Should you be able to get a free statin pill for your cholesterol when you order that big, fat cheeseburger and fries at Mickey D's or some other fast food joint?
Absolutely, say British researchers. Statins are safe, cheap -- why, the fast food giants could give them away free, like they do ketchup packets for your fries, to help protect customers' heart health, they wrote.
The British idea, presented in a paper last year from Imperial College London, surfaced again when it was reported this week that drugmaker Pfizer hopes to offer an over-the-counter version of its blockbuster cholesterol drug Lipitor.
Lipitor, a statin, loses its patent protection in November and Pfizer sees a nonprescription version as a way to recoup some of the $11 billion in annual revenue the drug has generated for the company. That is, if the Food and Drug Administration approves.
Convincing the FDA to approve an over-the-counter version won't be easy, according to the Wall Street Journal, which first reported the story. Other drugmakers have failed, including Merck, which has tried three times to win federal approval for an OTC version of its statin drug, Mevacor. The government has worried in the past that some people who did not need statins would take them (in rare cases, statins can cause liver or kidney problems), or that those at increased risk of heart problems might take the drug and forego seeing a doctor.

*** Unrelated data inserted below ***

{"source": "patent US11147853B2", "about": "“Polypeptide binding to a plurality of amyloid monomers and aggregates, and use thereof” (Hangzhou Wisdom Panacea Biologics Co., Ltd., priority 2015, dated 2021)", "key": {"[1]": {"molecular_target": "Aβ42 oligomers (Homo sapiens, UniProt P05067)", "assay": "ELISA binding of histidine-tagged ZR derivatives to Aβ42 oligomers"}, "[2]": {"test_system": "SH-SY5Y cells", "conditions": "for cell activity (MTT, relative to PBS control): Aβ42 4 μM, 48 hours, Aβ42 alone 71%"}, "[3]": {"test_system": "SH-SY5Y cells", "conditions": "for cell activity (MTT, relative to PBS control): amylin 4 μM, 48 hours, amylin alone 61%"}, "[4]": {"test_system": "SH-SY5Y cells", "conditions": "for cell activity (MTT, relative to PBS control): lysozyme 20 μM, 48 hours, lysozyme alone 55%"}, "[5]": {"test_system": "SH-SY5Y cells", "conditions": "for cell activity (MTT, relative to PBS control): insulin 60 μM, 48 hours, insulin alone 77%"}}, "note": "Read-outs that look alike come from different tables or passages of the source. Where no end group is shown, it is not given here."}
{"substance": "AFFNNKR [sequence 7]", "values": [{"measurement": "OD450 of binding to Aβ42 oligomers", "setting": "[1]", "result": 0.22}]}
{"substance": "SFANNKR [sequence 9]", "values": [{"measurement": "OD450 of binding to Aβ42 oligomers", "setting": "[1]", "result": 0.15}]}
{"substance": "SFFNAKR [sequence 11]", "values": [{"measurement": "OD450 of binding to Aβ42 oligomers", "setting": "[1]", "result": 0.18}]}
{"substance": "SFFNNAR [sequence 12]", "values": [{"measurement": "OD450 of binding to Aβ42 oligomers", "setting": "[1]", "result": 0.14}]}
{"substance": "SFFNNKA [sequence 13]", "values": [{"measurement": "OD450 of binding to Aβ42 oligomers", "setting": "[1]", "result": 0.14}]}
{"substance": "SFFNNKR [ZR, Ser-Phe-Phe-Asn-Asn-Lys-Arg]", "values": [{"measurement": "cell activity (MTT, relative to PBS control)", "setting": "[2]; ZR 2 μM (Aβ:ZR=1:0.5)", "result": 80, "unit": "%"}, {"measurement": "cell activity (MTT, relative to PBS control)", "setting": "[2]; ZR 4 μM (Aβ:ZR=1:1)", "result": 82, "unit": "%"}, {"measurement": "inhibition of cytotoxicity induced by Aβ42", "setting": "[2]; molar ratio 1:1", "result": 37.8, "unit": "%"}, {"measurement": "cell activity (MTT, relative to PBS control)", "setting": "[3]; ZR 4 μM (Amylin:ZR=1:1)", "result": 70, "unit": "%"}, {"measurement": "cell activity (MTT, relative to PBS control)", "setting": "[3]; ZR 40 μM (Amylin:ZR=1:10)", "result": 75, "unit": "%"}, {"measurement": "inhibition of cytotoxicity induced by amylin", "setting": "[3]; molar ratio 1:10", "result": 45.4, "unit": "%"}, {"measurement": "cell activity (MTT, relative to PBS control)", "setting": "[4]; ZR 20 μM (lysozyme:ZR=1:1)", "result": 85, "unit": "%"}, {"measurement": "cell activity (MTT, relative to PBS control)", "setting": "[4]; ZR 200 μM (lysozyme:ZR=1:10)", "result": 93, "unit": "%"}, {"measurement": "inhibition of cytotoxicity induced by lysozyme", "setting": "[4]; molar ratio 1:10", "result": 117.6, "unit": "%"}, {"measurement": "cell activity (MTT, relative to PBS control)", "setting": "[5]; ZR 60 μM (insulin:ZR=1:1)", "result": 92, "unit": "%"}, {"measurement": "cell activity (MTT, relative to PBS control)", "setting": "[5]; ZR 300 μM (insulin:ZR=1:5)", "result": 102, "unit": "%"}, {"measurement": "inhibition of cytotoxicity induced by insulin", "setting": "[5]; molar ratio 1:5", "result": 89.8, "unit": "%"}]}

The British researchers see things differently. Low-dose statins in the U.K. are already available without a prescription in pharmacies. The researchers want to push that further, saying fast food outlets should provide the drugs free so that customers could neutralize the heart disease dangers of eating fatty food.
They calculated that the benefit of taking statins would cancel out the increased risk of a heart attack from eating a quarter-pounder with cheese and a small milkshake. They called it a sensible precaution -- like putting on your seat belt before you drive, a cardiologist wrote.
For the record, McDonald's was not amused. "It would not be appropriate or safe for any restaurant chain to offer medication of any kind to its customers," a spokesman told New Scientist.
Whether or not you'll be able to get generic Lipitor at the drive-up window any time soon, the news that several expensive prescription drugs are expected to go off patent this year and next is good news for older Americans' budgets.
Among those joining the generic ranks in 2012: Plavix (blood clots), Clarinex (allergies), Lexapro (depression), Singulair (asthma, allergies) and Avandia (diabetes).
Photo credit: Rex Roof via flickr.com